There is no ego in the room when I engage with one of my mentors and debate is encouraged. I find that when I am challenging advice, I am really asking myself the important questions in pursuit of the right answers.
On the journey towards deciding whether or not to take the Channel 4 opportunity, one of my mentors advised me not to do it if I didn’t have editorial control. I challenged him, saying that no one ever had editorial control on a show like this. He raised an eyebrow. I asked a few questions, which led to my final decision.
8. They should welcome you to challenge their advice
Mentoring is not about one person telling another what to do; it is about working things out together. It is active, not passive.
9. You should be willing to take their advice as definitive
I include this rule because something brought you to your mentor, and because, however difficult or uncomfortable it is to hear, you know their advice to be true.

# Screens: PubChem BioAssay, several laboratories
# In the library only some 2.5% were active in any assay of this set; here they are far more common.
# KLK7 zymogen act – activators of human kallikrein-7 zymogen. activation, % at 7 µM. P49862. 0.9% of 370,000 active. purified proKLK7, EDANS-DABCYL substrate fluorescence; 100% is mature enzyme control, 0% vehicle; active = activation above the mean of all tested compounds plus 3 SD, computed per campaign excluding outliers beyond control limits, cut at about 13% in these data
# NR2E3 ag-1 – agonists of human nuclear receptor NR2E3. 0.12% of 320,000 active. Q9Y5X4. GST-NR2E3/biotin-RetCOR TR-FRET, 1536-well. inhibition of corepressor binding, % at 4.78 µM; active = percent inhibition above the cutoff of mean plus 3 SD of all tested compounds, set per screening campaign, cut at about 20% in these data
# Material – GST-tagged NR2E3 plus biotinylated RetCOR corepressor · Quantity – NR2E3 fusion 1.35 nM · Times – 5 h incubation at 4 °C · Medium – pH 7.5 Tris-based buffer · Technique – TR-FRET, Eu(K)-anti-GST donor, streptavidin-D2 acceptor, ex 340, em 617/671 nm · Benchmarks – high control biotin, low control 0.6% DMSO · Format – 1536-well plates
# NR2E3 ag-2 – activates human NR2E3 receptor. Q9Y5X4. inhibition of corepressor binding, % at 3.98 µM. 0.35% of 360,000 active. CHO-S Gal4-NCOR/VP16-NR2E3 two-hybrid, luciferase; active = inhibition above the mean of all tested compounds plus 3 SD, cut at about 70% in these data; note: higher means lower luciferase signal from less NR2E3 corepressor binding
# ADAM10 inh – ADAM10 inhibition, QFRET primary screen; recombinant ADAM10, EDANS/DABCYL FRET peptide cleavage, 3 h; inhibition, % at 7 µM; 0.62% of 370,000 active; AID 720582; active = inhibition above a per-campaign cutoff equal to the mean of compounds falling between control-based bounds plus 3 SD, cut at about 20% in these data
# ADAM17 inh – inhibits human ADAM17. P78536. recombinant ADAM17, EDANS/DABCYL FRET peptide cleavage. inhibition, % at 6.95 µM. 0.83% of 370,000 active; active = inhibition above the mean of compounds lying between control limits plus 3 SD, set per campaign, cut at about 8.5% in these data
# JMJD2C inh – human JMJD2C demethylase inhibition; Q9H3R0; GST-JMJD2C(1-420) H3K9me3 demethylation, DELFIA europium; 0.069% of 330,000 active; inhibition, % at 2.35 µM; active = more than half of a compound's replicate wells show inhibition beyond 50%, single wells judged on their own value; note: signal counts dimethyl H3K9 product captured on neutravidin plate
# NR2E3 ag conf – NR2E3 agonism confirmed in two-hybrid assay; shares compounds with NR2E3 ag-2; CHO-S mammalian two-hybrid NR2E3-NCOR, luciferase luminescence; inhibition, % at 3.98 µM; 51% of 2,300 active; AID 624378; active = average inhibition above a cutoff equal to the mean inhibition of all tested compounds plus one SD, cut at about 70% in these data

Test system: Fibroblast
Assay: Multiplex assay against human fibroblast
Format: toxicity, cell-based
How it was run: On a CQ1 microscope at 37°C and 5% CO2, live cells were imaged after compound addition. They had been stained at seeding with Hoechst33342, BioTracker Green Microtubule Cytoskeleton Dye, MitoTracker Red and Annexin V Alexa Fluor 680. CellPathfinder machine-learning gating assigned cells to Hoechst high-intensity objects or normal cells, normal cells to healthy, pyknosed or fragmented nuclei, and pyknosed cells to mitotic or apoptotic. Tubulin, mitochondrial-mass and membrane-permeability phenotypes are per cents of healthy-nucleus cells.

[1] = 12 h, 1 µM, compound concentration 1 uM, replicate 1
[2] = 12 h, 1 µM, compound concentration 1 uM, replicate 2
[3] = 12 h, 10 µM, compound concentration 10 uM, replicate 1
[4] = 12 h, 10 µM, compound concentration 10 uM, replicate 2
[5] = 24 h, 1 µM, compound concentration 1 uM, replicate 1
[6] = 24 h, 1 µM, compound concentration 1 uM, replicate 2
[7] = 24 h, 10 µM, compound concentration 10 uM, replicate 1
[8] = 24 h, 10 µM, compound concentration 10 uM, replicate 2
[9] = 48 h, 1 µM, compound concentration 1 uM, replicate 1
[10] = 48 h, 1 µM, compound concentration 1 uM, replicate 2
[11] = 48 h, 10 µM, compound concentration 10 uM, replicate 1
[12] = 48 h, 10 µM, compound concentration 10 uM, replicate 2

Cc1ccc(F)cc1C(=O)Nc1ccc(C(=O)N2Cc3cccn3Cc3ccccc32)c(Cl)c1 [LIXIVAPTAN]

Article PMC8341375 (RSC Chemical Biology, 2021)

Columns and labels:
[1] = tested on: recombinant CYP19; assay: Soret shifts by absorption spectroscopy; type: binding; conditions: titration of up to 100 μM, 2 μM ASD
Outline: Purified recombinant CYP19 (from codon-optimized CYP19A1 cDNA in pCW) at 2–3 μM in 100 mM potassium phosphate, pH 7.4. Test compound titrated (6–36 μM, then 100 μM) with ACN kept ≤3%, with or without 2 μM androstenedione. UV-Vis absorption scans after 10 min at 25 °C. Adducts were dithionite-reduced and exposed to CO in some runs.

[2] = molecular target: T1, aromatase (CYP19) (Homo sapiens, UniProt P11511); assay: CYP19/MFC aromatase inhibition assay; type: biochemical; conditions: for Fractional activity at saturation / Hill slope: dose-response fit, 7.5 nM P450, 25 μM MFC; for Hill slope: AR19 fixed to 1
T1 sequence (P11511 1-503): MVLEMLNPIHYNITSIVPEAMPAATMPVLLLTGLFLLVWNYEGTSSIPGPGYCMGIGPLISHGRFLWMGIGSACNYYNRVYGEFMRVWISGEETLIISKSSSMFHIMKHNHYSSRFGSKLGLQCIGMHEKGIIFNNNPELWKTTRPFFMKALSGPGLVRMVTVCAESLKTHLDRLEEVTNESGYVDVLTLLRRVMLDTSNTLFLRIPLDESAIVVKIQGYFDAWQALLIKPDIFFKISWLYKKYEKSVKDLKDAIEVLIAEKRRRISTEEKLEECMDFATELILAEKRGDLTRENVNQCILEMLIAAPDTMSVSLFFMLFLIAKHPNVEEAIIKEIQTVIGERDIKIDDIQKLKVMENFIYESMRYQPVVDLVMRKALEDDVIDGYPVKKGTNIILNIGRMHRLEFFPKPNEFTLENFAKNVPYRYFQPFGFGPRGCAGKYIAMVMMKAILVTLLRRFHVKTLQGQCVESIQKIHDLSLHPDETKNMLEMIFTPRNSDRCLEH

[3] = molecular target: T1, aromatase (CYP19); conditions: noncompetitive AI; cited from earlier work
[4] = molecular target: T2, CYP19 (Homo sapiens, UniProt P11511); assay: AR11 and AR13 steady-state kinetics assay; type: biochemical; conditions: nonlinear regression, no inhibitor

10. If you are unable to take their advice, then move on.
I have been to see mentors to work things out in my mind, only to find myself less certain after the session. Their advice didn’t seem right.
When this happens, I suggest that you let go of the mentor/mentee relationship and find new mentors in your life. Mentoring is fluid and you should be constantly on the lookout for new mentors who can help you on your journey.
Which brings me to my three tips in finding mentors;
Tip 1 – Make Connections
Meet as many people as possible, from all walks of life and from as many diverse industries as possible.